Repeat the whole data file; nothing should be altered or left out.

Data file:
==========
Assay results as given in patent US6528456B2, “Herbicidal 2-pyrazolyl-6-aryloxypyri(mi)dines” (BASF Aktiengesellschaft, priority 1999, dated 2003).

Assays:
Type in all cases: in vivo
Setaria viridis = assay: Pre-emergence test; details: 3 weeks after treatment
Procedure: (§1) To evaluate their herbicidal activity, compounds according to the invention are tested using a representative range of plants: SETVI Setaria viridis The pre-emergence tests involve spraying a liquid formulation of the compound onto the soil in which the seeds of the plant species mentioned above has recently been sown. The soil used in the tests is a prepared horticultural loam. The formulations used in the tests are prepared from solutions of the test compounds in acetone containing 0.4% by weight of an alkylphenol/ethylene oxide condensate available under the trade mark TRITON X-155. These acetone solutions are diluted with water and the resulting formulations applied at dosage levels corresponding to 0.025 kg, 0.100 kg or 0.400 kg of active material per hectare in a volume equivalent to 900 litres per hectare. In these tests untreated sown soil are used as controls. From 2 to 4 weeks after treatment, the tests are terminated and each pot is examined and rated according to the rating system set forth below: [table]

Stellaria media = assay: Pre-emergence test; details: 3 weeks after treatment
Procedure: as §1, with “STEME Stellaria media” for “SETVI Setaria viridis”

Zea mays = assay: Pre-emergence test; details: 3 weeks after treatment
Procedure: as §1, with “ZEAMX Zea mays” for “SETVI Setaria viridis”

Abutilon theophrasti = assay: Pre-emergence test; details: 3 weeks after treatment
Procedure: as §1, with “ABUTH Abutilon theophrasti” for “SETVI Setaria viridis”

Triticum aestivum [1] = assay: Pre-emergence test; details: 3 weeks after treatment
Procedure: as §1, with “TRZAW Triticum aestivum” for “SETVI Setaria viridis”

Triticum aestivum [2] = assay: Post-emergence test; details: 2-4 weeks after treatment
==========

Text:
Assay results as given in patent US6528456B2, “Herbicidal 2-pyrazolyl-6-aryloxypyri(mi)dines” (BASF Aktiengesellschaft, priority 1999, dated 2003).

Assays:
Type in all cases: in vivo
Setaria viridis = assay: Pre-emergence test; details: 3 weeks after treatment
Procedure: (§1) To evaluate their herbicidal activity, compounds according to the invention are tested using a representative range of plants: SETVI Setaria viridis The pre-emergence tests involve spraying a liquid formulation of the compound onto the soil in which the seeds of the plant species mentioned above has recently been sown. The soil used in the tests is a prepared horticultural loam. The formulations used in the tests are prepared from solutions of the test compounds in acetone containing 0.4% by weight of an alkylphenol/ethylene oxide condensate available under the trade mark TRITON X-155. These acetone solutions are diluted with water and the resulting formulations applied at dosage levels corresponding to 0.025 kg, 0.100 kg or 0.400 kg of active material per hectare in a volume equivalent to 900 litres per hectare. In these tests untreated sown soil are used as controls. From 2 to 4 weeks after treatment, the tests are terminated and each pot is examined and rated according to the rating system set forth below: [table]

Stellaria media = assay: Pre-emergence test; details: 3 weeks after treatment
Procedure: as §1, with “STEME Stellaria media” for “SETVI Setaria viridis”

Zea mays = assay: Pre-emergence test; details: 3 weeks after treatment
Procedure: as §1, with “ZEAMX Zea mays” for “SETVI Setaria viridis”

Abutilon theophrasti = assay: Pre-emergence test; details: 3 weeks after treatment
Procedure: as §1, with “ABUTH Abutilon theophrasti” for “SETVI Setaria viridis”

Triticum aestivum [1] = assay: Pre-emergence test; details: 3 weeks after treatment
Procedure: as §1, with “TRZAW Triticum aestivum” for “SETVI Setaria viridis”

Triticum aestivum [2] = assay: Post-emergence test; details: 2-4 weeks after treatment